In the world of video games, Call of Duty XP is to gamers what the Lions Tour is to rugby fans. It’s a celebration of a franchise that has earned over $11 billion in revenue since its creation. It’s also where they hold the Call of Duty World Championships, a sporting event where players can walk away with millions in prize money and sponsorship deals.
While the stereotypical idea of a video gamer being a kid in a basement is slowly dissipating, the notion of playing video games as a professional sport still remains baffling to many.
Call of Duty XP:
Can you be an athlete if you play Call of Duty competitively?
To try and answer these questions The Huffington Post UK spoke to pro-gamers, the developers who worked on Call of Duty and the experts who are pushing to turn the Call of Duty World Championships into a worldwide sporting event that’s as big as football or even rugby.
What makes an eSports athlete?
Tyler Polchow - Retired Veteran Call of Duty Player
I think the biggest thing is that it’s being able to predict things, at the highest level a lot of people will have a similar reaction time, I mean there might be a little bit of a difference. It’s more about expecting what in-game situations are going to happen. All the hours we put in, time and time again it becomes a combination of experience, teamwork and being able to stay composed.
Before a tournament you’ll go into ‘crunch time’ where teams will put in those 10-12 hour days, you’ll be watching replays, checking out your opponents’ gameplay looking for tendencies and then of course getting onto the game yourself.
Callum ‘Swanny’ Swan - Team Millennium Professional Call of Duty: Black Ops 3 Player
I think aside from the copious amounts of hours that we put into it I think the easiest analogy would be that it’s like anything else at a professional level, and in order to do this at a professional level there are certain characteristics you need to have, so it’s like the equivalent of say someone who plays a bit of five-a-side on a Sunday and comparing them to a professional footballer.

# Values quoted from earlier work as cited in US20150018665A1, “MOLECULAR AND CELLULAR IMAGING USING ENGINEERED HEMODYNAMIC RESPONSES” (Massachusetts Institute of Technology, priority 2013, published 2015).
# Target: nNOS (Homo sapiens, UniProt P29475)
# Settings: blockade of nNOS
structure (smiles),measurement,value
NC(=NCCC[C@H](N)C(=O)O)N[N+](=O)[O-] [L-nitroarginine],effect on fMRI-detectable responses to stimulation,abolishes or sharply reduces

I think one of the main things that differentiates the perspective of a casual player from an eSports athlete is they perceive it from a strategic point of view, from a casual perspective you’re still acknowledging the aesthetics of the game. I think we pay more attention to the mechanical aspects of the game.
Alan Brice - Professional Presenter and eSports Commentator
For some people “playing” games for 10 hours a day doesn’t seem like work but a lot of fun, the truth is that playing at that high a level against the best, and being fully focused for that length of time would tax anyone.
The reflexes and concentration these players must put into it can be incredibly stressful, every loss feels personal and they all push each other to do more and most rarely feel like they have done enough. You can see evidence of this on some of the player’s accounts on Twitter, many talking about how much they have played today or lambasting others for not playing enough.
Every single player...is a born competitor and are incredibly hungry for the win. It can be hard to watch even for me as a professional, who tries to distance themselves from being emotionally invested in teams, to see these players lose when it means so much to them.
Jay Puryear - Director of Brand Development at Call of Duty: Black Ops 3 developers Treyarch
I get asked quite a bit, are these guys athletes? And my thoughts are well, they’re training between 6-8 hours a day, a lot of them are living in houses where they train together, a lot of them have nutritionists, sports psychologists, a schedule. If you start to look at the structure of what they’re doing, and then you add in the skill level and all of those things together they start to look like athletes.
The other thing that I would say too is that we’re always going to be fighting the stereotype of a kid in mum’s basement. That’s something that I think over the course of time that will break down and I think this is an opportunity to say: “Hey look, these people have prize pools, sponsors, they’re going to elevate video games there’s definitely something too it.”
Damon ‘Karma’ Barlow - Team OpTic Gaming Professional Call of Duty: Black Ops 3 Player
The 9 to 5 thing...it’s totally out of the window. Sometimes we’re up until 2am or it could be a 12 hour day, 14 hour day it all depends on what’s going on. You’re playing tournaments, practising and then if an event is coming up you’re going to be practising even more, I would assume an athlete would do that as well though.
You know it’s just like any other sport you had to work hard for it, play a lot, practise a lot. If you play football, or hockey or anything it’s pretty much the same setup except you’re sitting in a room in front of a computer talking to people over the internet.